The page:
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Can patients with recent onset atrial fibrillation be discharged from Emergency department after successful cardioversion.

Three Part Question

Can [patients with recent onset atrial fibrillation (less than 48 hours)] after successful [cardioversion] be [discharged safely from the emergency department]

Clinical Scenario

A 47-year-old man attends the emergency department with a 12-h history of palpitations and slight chest tightness. On examination he is found to be in atrial fibrillation with fast ventricular response. He is haemodynamically stable. You decide to cardiovert the patient as he is symptomatic. After successful cardioversion he is feeling well and remains stable. His cardiac markers and electrolytes are also normal. You wonder whether he can go home immediately or if he needs to stay in hospital for a further period of observation.

Search Strategy

Medline 1970–May 2012 via NHS Evidence web interface. [atrial AND fibrillation.ti,ab OR exp ATRIAL FIBRILLATION] AND [cardioversion.ti,ab OR *ELECTRIC COUNTERSHOCK OR electroversion.ti,ab OR countershock.ti,ab OR electrical AND cardioversion] AND [Emergency AND Department, ti,ab] [Limit to: Publication Year 1970–Current and Humans and English Language].

Embase 1980–18 April 2012 via the NHS Evidence web interface [atrial AND fibrillation.ti,ab OR exp ATRIAL FIBRILLATION] AND [cardioversion.ti,ab OR *ELECTRIC COUNTERSHOCK/ OR electroversion.ti,ab OR countershock.ti,ab] AND exp Emergency Room/81 records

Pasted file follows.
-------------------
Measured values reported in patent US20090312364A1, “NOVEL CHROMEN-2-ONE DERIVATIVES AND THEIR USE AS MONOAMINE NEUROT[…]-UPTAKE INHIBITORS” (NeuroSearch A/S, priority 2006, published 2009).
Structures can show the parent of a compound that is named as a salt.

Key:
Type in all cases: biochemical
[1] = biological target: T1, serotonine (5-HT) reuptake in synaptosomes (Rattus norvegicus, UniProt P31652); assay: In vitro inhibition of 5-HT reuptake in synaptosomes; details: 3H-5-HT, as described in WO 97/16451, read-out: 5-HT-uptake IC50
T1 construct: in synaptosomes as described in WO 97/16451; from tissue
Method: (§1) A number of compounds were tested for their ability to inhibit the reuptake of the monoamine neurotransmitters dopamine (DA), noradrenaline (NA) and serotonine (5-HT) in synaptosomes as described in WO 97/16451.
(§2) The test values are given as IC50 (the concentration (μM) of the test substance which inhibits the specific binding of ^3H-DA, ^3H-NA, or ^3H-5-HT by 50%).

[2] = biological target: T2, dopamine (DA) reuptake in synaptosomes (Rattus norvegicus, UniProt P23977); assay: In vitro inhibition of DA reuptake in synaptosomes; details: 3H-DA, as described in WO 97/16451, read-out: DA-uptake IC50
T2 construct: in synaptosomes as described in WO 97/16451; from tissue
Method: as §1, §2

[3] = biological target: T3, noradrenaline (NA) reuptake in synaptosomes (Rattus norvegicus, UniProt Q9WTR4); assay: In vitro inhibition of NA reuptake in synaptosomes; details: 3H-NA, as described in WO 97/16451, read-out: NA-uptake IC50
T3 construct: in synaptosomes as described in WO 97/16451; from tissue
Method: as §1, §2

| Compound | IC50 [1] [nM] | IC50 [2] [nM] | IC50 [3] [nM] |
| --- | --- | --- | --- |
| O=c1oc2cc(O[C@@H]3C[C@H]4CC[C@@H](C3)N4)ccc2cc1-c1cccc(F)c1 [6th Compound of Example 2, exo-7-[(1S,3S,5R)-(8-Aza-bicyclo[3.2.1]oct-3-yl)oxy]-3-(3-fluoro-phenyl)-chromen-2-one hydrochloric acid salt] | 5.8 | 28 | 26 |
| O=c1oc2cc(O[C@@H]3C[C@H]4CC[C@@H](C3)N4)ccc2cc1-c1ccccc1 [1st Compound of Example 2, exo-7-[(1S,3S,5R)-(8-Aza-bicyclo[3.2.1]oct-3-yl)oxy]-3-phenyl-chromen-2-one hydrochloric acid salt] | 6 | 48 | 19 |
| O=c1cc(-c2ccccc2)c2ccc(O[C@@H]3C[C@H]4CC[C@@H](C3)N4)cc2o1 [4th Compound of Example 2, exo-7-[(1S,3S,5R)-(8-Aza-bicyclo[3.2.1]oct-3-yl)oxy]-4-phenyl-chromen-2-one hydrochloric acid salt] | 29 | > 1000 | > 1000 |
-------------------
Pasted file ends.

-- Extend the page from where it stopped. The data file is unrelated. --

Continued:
The Cochrane Library date of searching 18 April 2012: MeSH descriptor Electric Countershock explode all trees AND MeSH descriptor Atrial Fibrillation explode all trees AND MeSH descriptor Emergency Medical Services explode all trees.

The NICE guideline published in 2006 on the management of atrial fibrillation was also reviewed.

Search Outcome

Ninety-six papers were found out of which seven were relevant to the search question.

Relevant Paper(s)

Author, date and country Patient group Study type (level of evidence) Outcomes Key results Study Weaknesses
Michael et al,
289 Consecutive ED patients with a primary diagnosis of recent-onset AFRetrospective cohort studyDischarge from ED. ED return rate after chemical cardioversion. ED return rate after electrical cardioversion. Thromboembolic event 99% (160/161) of successfully cardioverted patients were discharged home from the ED. 12% ED return rate (11/89), 10 for relapse of AF and 1 for a new problem. 10% ED return rate (7/71): 6 for relapse of AF. None Complication rate may be underestimated because the follow-up period was 7 days and limited to return visits to the study site